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Free Vegetable Soup Stock Is Almost No Work

Joan Young By Joan Young on
Badge: Editor | Level: 34 | Food & Drink Expertise:
tag ends of vegetables simmering

If you have an extra plastic bag and use fresh vegetables from time to time you can always be just a few minutes away from fresh vegetable soup stock.

I like to use a zipper bag with the easy-closure type zipper because it will need to be opened and closed a number of times, but any bag at all would do.

Whenever you clean fresh vegetables, put the raw pieces that aren’t good enough for serving into the plastic bag. This can be almost any kind of vegetables with a few exceptions: Don’t put too many cabbage relatives in the bag, or the stock will have a very strong cabbage flavor. Of course, if you don’t mind this it’s not a problem. Vegetables that might be too strong are cabbage, kale, cauliflower, or Brussel sprouts. I have used broccoli without any problem.

Just toss in most of the stuff that you might otherwise throw away. This is certainly not an exhaustive list, but it includes the things we use most commonly here. I’ve used:

carrot ends and peels

potato peels

celery leaves

the celery butt with the last tiny bit cut off so that I can wash out the grit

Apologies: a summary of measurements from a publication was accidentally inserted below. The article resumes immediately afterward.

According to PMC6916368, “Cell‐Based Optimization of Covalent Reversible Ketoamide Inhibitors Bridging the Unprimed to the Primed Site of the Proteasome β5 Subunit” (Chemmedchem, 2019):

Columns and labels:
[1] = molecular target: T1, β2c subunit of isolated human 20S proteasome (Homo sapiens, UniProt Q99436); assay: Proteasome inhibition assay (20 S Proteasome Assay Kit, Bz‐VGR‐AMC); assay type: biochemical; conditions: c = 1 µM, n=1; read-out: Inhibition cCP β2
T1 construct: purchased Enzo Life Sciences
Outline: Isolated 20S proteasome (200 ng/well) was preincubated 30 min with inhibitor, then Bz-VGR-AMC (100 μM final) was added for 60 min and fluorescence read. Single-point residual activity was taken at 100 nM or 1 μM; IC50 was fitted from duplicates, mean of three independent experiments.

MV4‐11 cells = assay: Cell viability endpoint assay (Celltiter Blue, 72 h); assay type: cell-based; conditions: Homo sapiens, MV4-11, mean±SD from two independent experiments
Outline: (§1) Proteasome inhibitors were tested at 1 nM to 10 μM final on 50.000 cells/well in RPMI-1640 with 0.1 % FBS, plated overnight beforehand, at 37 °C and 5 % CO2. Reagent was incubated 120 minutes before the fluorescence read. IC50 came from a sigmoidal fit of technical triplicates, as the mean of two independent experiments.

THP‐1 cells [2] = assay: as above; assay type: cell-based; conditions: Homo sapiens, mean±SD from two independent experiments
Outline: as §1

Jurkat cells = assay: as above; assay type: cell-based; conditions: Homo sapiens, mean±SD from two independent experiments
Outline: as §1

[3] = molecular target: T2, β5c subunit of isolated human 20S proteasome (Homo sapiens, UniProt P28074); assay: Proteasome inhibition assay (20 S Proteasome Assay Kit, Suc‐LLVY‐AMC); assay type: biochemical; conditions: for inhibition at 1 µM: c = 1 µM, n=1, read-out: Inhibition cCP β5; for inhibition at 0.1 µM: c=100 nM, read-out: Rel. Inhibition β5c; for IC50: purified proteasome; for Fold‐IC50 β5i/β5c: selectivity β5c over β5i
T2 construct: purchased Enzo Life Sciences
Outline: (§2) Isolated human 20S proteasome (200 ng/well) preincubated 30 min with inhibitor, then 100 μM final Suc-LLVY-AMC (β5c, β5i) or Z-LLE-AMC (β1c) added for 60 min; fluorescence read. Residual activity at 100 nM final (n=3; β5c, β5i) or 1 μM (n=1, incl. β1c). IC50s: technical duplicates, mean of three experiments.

green bean ends

onion ends and outer leaves that aren’t too papery

spinach stems and leaves that aren’t really rotten, but don’t look great to serve any more

fibers and ends from bell peppers- green, red, yellow

radish ends

pea pods

broccoli stalks

tomato ends

Keep the bag in the freezer. Fold the top over and push as much air out as possible when you close it each time. When the bag is full- or half full... this is a very inexact “recipe”... throw the veggies in some cold water and bring it to a boil. How much water? Depends on your quantity of veggies. If the bag is nearly full I can easily make 6-8 cups of stock. If the bag is not full it might make a little less. The stock can always be extended or amended with a bullion cube. (Although, since hubby now needs to cut out salt, we don’t do this.)

When it comes to a boil, reduce heat to simmer and cook for maybe 30 minutes. Drain the liquid, which is what you want to keep, so not into the sink. Duh! The cooked vegetable scraps are now ready for the compost pile.

If you feel that the stock has collected some extra grit from the vegetable ends you can always strain it through a fine sieve or some cheesecloth. You can even just carefully decant it and throw away the dregs which is what I do if it seems to need it.

The color of your stock will always be a crap shoot. It can be anything from dark green to gray, but the taste is good as the base for most any soup and is likely to end up being colored by whatever are the main ingredients in your final recipe.

This is full of the vitamins and minerals that were in the veggies, rather than just flavored salty water from a bullion cube.